If you want to become a certified public accountant, you have to pass a number of requirements. But the CPA exam is probably the most challenging and intimidating of all. Do you know what you’re getting into?

1. Who is Eligible?

In order to sit for the CPA exam, you must first pass a couple of basic eligibility requirements as they pertain to education and experience.

In the past, a four-year college degree was enough to qualify you to sit for the exam. But with advances in new regulations, compliance laws, and technology, the AICPA has adjusted its standards. In addition to getting the 120 semester hours included in a basic undergraduate program, you’ll also need 30 hours of a graduate-level program. Most CPA candidates meet these requirements in one of four ways:

• Bachelor’s degree in accounting + master’s degree in accounting

• Bachelor’s degree in another expertise + master’s degree in accounting or taxation

• Dual program that includes both a bachelor’s and master’s in accounting (five years)

• A bachelor’s degree in accounting + 30 semester hours of graduate-level instruction in accounting and taxation.

2. The CPA Exam is Hard

The CPA exam isn’t easy. The pass rate for the entire exam hovers around 50 percent – meaning roughly half of all candidates see their dream halted. This shouldn’t scare you – but it should wake you up to the fact that you need to take it seriously.

3. It’s Split Into Four Sections

The CPA exam is split up into four different parts. While some of the concepts build on one another, they each stand alone. The four sections are as follows:

• Financial Auditing and Reporting (FAR): Topics include Conceptual Framework, Standard-Setting & Financial Reporting, Select Financial Statement Accounts, Select Transactions, and State & Local Governments.

• Auditing and Attestation (AUD): Topics include Ethics, Professional Responsibilities & General Principles, Assessing Risk and Developing a Planned Response, Performing Further Procedures & Obtaining Evidence, Forming Conclusions & Reporting.

• Regulation (REG): Ethics, Professional Responsibilities & Federal Tax Procedures, Business Law, Federal Taxation of Property Transactions, Federal Taxation of Individuals, and Federal Taxation of Entities.

• Business Environment and Concepts (BEC): Corporate Governance, Economic Concepts & Analysis, Financial Management, Information Technology, and Operations Management.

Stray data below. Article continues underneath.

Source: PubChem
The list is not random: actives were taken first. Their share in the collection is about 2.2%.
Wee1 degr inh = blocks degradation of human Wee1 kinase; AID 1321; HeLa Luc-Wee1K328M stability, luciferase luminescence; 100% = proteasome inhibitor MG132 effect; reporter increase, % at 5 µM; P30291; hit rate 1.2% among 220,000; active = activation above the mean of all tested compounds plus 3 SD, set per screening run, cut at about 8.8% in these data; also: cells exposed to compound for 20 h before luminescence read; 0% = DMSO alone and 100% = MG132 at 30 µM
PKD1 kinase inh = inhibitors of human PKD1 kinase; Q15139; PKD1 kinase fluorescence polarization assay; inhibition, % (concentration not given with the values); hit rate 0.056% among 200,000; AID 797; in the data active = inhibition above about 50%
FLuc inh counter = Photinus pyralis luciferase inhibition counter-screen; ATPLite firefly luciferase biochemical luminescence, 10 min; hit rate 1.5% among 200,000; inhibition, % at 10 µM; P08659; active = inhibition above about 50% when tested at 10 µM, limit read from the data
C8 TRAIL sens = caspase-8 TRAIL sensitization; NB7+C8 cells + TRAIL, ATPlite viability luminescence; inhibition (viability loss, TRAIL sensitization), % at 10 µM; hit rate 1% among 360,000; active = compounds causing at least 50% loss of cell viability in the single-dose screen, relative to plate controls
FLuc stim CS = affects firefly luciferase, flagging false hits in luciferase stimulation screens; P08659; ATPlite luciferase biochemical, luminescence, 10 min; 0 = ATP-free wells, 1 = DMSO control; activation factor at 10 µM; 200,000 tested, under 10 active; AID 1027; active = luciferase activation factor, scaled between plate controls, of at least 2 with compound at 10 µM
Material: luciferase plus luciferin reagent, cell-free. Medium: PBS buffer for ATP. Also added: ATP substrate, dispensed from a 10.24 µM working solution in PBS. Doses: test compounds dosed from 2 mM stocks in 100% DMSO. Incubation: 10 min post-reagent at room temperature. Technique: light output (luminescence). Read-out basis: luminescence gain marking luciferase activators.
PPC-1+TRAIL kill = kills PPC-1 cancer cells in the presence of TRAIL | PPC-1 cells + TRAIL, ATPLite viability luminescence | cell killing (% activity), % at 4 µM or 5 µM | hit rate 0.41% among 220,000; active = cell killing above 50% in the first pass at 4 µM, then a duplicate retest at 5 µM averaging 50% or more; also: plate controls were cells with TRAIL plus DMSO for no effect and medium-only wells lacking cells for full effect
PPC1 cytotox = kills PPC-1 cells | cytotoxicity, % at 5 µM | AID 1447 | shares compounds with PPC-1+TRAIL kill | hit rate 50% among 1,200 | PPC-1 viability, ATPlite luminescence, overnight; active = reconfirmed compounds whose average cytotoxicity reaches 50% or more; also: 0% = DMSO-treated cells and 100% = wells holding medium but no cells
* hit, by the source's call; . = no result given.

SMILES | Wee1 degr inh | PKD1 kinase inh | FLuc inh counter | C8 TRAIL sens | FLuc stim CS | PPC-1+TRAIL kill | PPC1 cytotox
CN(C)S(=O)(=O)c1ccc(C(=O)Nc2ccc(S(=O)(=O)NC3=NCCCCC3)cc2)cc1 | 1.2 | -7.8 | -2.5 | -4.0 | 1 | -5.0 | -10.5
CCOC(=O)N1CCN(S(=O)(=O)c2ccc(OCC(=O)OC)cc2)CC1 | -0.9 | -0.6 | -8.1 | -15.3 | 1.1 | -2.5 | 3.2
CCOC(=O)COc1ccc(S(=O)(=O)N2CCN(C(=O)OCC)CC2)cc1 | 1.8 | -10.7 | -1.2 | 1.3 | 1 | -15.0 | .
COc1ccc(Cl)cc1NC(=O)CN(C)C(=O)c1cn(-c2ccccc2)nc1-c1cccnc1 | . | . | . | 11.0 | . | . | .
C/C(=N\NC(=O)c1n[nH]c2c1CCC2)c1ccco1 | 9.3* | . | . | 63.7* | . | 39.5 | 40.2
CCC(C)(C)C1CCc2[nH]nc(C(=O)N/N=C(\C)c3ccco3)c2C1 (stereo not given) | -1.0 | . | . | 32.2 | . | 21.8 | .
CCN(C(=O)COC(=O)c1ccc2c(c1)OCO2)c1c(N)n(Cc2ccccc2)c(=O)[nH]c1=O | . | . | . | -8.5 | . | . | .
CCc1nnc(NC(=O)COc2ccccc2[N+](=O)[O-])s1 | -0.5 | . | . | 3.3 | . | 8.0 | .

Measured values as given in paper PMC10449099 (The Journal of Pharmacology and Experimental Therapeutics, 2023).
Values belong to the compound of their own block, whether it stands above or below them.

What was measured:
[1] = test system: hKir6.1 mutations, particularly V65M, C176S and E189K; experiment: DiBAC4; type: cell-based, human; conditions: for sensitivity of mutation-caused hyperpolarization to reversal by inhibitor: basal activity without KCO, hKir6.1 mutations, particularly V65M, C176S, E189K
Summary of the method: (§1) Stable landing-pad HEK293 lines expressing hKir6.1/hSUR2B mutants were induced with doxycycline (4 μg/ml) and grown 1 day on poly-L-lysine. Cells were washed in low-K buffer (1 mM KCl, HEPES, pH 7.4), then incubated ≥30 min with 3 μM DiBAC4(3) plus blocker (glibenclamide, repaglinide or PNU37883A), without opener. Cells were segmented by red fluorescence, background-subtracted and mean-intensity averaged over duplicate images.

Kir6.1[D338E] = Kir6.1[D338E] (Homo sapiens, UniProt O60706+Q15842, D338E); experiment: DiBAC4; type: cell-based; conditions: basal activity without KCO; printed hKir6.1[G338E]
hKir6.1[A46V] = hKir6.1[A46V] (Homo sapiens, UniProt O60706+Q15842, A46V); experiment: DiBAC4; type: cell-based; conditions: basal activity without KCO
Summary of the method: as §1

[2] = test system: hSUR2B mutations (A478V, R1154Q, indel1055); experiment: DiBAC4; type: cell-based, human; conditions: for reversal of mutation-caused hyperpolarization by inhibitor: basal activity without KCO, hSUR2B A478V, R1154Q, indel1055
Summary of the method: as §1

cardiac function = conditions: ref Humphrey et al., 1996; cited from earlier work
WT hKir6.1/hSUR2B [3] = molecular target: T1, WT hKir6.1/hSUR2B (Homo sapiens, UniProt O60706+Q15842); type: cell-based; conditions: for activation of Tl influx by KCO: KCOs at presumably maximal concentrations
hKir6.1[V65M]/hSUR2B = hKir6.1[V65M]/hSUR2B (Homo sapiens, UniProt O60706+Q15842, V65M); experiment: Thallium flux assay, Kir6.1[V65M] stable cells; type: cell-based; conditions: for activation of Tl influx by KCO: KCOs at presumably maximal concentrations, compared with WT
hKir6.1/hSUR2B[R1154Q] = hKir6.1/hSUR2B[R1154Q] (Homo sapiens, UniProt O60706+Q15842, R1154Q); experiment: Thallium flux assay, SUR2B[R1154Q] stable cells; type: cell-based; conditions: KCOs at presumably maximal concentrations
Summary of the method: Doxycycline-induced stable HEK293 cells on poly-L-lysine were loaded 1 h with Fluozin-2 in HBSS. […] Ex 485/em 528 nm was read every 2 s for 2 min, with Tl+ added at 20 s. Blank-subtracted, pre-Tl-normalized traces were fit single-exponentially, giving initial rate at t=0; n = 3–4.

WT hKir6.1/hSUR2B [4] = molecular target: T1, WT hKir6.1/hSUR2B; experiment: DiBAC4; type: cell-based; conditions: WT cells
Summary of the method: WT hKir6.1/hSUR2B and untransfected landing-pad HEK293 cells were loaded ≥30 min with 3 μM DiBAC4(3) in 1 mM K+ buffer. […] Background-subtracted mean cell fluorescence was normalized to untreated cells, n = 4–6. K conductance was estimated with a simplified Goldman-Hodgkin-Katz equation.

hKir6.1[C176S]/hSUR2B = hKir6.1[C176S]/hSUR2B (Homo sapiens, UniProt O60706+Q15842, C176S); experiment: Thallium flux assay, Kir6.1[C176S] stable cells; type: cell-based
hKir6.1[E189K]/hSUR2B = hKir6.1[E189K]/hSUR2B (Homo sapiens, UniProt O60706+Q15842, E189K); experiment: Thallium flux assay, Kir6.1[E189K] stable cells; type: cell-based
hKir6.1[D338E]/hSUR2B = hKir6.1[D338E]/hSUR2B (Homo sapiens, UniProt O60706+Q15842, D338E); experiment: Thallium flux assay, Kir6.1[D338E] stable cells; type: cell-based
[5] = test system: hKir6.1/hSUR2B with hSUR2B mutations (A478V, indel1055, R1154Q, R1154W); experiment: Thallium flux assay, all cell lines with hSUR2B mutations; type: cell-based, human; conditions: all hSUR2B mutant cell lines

Each of the four sections includes a variety of question formats – including multiple choice – and has a time limit of four hours.

4. This Section is the Hardest (By FAR)

While the entire exam is challenging, not all sections are considered equal (in terms of difficulty level). The BEC and REG sections both enjoy pass rates above 50 percent. And while the AUD test has become more difficult over the years, it tends to hover around the 50 percent mark. It’s the FAR exam that gets most people.

The FAR exam, which goes in depth on auditing and reporting, often has an average pass rate that’s below 50 percent. (In one recent year, the pass rate was barely above 40 percent.) We don’t say this to scare you, but rather to encourage you to be intentional with your planning and studying.

5. The Clock is Ticking

You have 18 months to complete the CPA exam (once you pass the first section). This might sound like a ton of time, but it goes much faster than you think. Evenly split, this gives you six months to prepare for and pass each section. (However, you theoretically have as long as you need to pass the first exam, since the clock doesn’t start until you complete it.)

6. Never Do This With an Answer

When taking the CPA exam, you should never leave a multiple choice answer blank. Wrong answers are never counted against you, which means you can’t hurt yourself by making an incorrect selection. When in doubt, try to eliminate one or two of the possible answers. If you can narrow your choices down to two possible selections, you’ve given yourself a 50 percent chance of answering the question correctly.

7. It’s All About Discipline

You could argue that the CPA exam is not a test of intelligence, but rather a gauge of discipline. There is plenty of information out there to help you pass the exam. It’s all about developing a schedule, committing to the process, and being willing to sacrifice in other areas of your life. If you do each of these things, you’ll find success.

Pass the Exam, Propel Your Career

Passing the CPA exam isn’t the be-all and end-all of your career. It is, however, a powerful launching point that has the potential to propel your career and take you to new heights. If you have aspirations of becoming a CPA in the near future, it all starts here. Getting past the exam is the first step. Armed with this knowledge and confidence, you can set your brand new career into motion. It won’t be easy, but it will be rewarding.